Critical Essays on Travel Writing from the 1840s to the 1940s
Author: Douglas Kerr
Publisher: Hong Kong University Press
Category: Language Arts & Disciplines
Writings of travelers have shaped ideas about an evolving China, while preconceived ideas about China also shaped the way they saw the country. A Century of Travels in China explores the impressions of these writers on various themes, from Chinese cities and landscapes to the work of Europeans abroad. From the time of the first Opium War to the declaration of the People's Republic, China's history has been one of extraordinary change and stubborn continuities. At the same time, the country has beguiled, scared and puzzled people in the West. The Victorian public admired and imitated Chinese fashions, in furniture and design, gardens and clothing, while maintaining a generally negative idea of the Chinese empire as pagan, backward and cruel. In the first half of the twentieth century, the fascination continued. Most foreigners were aware that revolutionary changes were taking place in Chinese politics and society, yet most still knew very little about the country. But what about those few people from the English-speaking world who had first-hand experience of the place? What did they have to say about the "real" China? To answer this question, we have to turn to the travel accounts and memoirs of people who went to see for themselves, during China's most traumatic century. While this book represents the work of expert scholars, it is also accessible to non-specialists with an interest in travel writing and China, and care has been taken to explain the critical terms and ideas deployed in the essays from recent scholarship of the travel genre.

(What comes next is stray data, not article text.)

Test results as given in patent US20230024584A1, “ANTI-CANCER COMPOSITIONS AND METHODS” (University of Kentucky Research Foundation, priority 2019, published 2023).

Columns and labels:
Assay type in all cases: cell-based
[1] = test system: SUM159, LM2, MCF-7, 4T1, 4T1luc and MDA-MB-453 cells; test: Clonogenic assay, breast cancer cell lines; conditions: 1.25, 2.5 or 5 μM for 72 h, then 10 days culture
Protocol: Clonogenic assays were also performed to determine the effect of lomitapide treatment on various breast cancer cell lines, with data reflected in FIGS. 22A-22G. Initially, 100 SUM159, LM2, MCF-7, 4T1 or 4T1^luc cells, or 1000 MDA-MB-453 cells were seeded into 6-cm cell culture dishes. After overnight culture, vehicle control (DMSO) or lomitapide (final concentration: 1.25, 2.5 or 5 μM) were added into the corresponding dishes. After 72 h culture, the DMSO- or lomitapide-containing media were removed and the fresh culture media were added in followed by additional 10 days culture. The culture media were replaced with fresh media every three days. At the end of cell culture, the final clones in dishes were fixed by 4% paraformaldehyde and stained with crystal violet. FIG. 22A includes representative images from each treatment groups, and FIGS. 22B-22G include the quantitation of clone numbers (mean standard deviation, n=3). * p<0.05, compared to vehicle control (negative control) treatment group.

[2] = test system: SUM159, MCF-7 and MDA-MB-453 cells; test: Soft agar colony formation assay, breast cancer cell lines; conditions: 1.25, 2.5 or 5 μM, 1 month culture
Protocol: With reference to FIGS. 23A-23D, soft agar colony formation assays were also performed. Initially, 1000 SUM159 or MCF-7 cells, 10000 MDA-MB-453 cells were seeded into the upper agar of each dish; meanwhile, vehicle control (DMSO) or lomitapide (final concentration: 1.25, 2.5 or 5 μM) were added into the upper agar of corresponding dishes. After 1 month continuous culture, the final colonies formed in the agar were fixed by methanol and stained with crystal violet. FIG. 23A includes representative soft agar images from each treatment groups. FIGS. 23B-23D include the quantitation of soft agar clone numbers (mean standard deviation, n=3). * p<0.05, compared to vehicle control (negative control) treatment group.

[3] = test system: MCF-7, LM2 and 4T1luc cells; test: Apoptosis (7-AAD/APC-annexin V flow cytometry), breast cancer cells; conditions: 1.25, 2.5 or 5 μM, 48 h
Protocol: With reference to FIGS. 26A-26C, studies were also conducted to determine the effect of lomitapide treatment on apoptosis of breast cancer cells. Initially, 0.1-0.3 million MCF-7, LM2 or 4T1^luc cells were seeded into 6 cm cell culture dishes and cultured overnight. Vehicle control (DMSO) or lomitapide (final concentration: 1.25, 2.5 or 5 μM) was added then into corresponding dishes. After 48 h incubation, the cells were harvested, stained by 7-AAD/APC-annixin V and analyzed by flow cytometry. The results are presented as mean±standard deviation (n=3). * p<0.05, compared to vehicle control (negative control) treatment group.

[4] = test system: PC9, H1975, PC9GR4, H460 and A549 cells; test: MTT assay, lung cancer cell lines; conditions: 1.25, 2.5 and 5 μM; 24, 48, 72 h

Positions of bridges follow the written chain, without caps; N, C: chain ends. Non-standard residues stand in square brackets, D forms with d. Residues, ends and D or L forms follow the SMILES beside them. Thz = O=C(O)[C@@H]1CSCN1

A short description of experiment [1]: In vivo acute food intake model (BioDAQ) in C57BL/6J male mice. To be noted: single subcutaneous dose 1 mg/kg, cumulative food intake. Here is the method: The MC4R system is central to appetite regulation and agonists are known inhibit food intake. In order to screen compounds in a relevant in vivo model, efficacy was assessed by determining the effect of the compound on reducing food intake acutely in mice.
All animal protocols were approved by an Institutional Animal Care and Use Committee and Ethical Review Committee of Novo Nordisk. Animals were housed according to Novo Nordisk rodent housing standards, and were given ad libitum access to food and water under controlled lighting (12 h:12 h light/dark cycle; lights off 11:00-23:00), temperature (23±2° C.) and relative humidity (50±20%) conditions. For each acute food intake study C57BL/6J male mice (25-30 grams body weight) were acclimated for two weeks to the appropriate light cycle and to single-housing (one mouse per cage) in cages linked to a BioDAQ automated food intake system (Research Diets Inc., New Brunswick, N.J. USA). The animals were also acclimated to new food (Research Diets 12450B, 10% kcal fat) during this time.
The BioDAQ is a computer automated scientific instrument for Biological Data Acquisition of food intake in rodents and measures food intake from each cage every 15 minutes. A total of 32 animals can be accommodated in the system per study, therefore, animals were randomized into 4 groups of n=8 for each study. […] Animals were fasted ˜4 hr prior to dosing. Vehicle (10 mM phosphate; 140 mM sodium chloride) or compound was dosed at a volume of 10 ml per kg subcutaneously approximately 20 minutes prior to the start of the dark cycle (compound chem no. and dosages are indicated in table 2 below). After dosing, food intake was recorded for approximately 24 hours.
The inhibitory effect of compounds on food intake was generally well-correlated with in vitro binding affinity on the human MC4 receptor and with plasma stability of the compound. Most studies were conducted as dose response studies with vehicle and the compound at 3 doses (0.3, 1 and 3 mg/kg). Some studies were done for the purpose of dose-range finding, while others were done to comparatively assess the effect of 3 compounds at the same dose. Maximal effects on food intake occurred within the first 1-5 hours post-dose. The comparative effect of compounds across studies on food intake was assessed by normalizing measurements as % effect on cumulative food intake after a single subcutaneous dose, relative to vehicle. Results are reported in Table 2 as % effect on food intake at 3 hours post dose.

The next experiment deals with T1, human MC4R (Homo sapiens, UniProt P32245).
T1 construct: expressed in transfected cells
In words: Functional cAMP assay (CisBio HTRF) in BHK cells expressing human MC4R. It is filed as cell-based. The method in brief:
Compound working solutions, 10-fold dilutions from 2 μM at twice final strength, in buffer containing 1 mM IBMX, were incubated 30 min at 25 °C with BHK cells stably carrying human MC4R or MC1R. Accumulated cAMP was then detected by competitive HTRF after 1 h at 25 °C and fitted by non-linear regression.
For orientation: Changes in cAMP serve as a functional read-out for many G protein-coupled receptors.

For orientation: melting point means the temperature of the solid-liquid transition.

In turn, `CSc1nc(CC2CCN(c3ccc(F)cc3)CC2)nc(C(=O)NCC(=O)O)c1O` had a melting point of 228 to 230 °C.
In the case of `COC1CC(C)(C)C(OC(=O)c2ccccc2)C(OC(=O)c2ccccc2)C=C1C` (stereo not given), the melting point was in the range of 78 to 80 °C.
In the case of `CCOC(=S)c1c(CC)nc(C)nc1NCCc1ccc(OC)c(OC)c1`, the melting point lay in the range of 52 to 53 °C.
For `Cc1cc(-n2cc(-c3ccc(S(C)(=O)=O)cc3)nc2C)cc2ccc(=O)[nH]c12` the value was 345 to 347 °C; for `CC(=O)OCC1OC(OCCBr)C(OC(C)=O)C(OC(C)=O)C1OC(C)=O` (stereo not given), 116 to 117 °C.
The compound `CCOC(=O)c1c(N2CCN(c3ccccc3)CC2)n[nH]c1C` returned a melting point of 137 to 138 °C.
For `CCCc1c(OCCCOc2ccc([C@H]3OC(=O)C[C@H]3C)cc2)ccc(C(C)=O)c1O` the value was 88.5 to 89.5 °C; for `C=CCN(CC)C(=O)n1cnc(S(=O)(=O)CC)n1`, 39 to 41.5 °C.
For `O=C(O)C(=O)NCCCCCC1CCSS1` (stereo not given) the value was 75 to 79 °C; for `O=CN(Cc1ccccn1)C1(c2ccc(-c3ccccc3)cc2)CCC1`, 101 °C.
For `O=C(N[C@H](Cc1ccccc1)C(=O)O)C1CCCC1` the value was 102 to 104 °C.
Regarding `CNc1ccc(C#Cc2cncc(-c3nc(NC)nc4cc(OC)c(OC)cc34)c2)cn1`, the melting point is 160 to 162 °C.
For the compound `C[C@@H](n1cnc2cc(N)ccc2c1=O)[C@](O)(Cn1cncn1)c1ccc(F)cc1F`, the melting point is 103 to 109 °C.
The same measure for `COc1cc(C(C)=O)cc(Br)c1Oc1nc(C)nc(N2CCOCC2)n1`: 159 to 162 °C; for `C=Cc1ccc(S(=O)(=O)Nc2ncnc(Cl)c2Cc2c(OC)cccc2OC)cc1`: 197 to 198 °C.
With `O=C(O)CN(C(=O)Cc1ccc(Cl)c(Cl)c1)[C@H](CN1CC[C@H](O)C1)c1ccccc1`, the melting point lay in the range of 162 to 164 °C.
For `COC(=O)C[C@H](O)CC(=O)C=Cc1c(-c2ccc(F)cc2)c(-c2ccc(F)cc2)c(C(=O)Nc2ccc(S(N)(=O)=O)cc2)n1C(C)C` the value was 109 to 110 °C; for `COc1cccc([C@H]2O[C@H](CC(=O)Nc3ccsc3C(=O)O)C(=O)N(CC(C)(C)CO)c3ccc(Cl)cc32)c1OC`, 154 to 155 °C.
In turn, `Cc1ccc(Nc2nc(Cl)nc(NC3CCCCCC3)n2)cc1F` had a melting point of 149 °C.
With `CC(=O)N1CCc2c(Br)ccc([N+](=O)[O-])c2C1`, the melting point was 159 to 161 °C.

Compiles the late philosopher's notes from a trip with a delegation to China during the Cultural Revolution, describing the communities that embraced them, his musings on Chinese culture, and visits to pre-screened sites selected for Western visitors.
Containing Descriptions, Observations, and Comparisons, Made and Collected in the Course of a Short Residence at the Imperial Palace of Yuen-Min-Yuen, and on a Subsequent Journey Through the Country from Pekin to Canton
Containing Descriptions, Observations, and Comparisons, Made and Collected in the Course of a Short Residence at the Imperial Palace of Yuen-min-yuen, and on a Subsequent Journey Through the Country from Pekin to Canton...
* This is the fully illustrated edition, annotated with an extensive biography of the author. Évariste Régis Huc, or Abbé Huc, (1813–1860) was a French missionary traveller, famous for his accounts of China, Tartary and Tibet. Since the travels of the Englishman, Thomas Manning, in Tibet (1811–1812), no European had visited Lhasa. Huc stimulated European interest in Central Asia and blazed a trail for Asian studies. This book includes the first part of the Abbé's travels in that region from 1844 to 1856. It leaves stunning pictures of a world few people have ever seen. It is fully illustrated and comes with an interactive table-of-contents for easy browsing.